Tuesday, April 12, 2016

The problem of AI ownership

Blue Mountain Supercomputer Over at Marginal Revolution Alex Tabarrok makes the optimistic case that artificial intelligence will benefit the middle class. His argument is based on comparing the possible development of AI to the current increase of educated people in countries like China and India. The problem is that this analogy suffers from a serious flaw: the issue of ownership.

The people currently getting an advanced education in China and India are, of course, autonomous individuals. But any true AI developed by a company would be owned under current IP law. In addition, any work product of the AI would be owned by the company.

Any smart company that makes a true AI would instruct it to design an even better AI, which would in turn be instructed to design a better AI, and so on until you quickly have AI much better and smarter than any human. Within a rather short period of time, one company or a small group of companies/investors could end up owning over 90 percent of the intellectual capacity on Earth. That is counting all artificial and human sources of intelligence. That is an insane amount of money and influence in the hands of a few which requires almost no labor or help from the masses.

While a rather imperfect analogy, the closest comparison is countries with huge amounts of easily extracted oil and gas. In these places it takes relatively few human employees to product huge amounts of wealth. In Norway it has worked out well, with the country using its oil money to broadly spread prosperity. Yet many other countries show that an easily controlled source of incredible wealth can give a small group of elites the freedom to do terrible things. Look at Saudi Arabia, where oil money has made it possible for the leaders to deny the populous democracy and given them the economic freedom to oppress women. Or Turkmenistan, where oil wealth has helped make possible the creation of a truly oppressive regime with often bizarre rules, like changing the word for "bread" to be the same as the president-for-life's mother's name.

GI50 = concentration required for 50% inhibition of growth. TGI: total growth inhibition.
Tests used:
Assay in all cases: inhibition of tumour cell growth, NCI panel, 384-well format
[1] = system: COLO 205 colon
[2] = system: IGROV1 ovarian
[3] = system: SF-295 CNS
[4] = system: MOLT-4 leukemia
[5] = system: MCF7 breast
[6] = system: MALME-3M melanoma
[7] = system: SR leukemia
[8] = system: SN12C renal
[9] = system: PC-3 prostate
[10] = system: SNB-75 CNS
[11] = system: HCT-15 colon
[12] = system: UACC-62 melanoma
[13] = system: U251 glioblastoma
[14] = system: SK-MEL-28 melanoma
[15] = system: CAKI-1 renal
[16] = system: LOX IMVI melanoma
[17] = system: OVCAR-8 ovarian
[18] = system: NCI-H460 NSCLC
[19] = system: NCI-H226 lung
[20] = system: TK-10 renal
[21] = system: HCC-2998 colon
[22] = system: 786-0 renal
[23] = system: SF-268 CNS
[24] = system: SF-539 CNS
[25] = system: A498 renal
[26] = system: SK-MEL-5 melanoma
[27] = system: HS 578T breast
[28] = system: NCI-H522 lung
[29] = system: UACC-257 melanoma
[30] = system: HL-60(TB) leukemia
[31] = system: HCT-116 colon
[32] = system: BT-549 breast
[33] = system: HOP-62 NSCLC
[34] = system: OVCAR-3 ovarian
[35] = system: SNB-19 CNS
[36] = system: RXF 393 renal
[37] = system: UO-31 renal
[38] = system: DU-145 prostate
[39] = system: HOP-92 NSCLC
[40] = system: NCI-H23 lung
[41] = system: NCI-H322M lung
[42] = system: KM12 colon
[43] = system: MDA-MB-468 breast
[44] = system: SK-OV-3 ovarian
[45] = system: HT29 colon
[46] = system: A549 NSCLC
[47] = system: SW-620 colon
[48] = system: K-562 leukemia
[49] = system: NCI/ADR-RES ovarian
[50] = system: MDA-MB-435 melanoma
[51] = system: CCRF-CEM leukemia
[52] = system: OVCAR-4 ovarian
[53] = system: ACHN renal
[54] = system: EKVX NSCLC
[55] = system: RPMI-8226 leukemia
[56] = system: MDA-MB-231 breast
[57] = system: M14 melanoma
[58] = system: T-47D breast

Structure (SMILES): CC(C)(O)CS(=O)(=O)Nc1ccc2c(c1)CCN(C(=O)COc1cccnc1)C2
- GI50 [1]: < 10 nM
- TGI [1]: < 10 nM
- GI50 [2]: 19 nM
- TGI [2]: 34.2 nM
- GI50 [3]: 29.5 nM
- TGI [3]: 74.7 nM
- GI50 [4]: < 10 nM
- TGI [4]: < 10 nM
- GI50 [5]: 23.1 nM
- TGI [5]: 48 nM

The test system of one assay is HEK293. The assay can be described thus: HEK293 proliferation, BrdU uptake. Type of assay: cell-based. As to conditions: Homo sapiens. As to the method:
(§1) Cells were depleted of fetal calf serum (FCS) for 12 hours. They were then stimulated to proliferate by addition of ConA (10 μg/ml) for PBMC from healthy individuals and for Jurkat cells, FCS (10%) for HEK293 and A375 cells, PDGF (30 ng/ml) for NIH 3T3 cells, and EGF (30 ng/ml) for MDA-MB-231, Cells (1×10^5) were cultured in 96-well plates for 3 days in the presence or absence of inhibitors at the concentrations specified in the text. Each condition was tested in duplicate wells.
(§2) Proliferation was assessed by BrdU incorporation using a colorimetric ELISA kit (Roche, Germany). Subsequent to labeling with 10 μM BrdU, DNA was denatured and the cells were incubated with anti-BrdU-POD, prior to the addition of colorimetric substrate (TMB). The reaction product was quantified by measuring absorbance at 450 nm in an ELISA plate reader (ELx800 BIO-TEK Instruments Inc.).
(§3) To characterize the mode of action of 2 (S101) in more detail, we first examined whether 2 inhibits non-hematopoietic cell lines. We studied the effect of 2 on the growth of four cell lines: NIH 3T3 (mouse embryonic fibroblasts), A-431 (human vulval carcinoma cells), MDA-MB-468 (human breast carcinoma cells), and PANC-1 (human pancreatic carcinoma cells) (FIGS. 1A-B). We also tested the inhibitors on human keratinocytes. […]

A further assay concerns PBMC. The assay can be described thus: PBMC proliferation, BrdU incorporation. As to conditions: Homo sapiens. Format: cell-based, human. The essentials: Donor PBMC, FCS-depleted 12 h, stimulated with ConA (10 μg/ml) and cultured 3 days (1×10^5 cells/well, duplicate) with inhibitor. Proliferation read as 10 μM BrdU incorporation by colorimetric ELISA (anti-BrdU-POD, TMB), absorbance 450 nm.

I'm personally optimistic about what AI could theoretically allow for. Potentially it could produce an incredible spike in science, technology, wealth and free time to benefit all. But my optimism for the technology is greatly hindered by my pessimism regarding our politics. I fear that the American government is not well designed to quickly make the major changes to IP law, tax policy and welfare that would be required. Even if they did, I also fear companies might just move their AI servers to other countries with less benevolent governments.

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1 comment:

  1. The more depressing issue is that the only ones with enough influence to shape these laws are primarily driven by profit.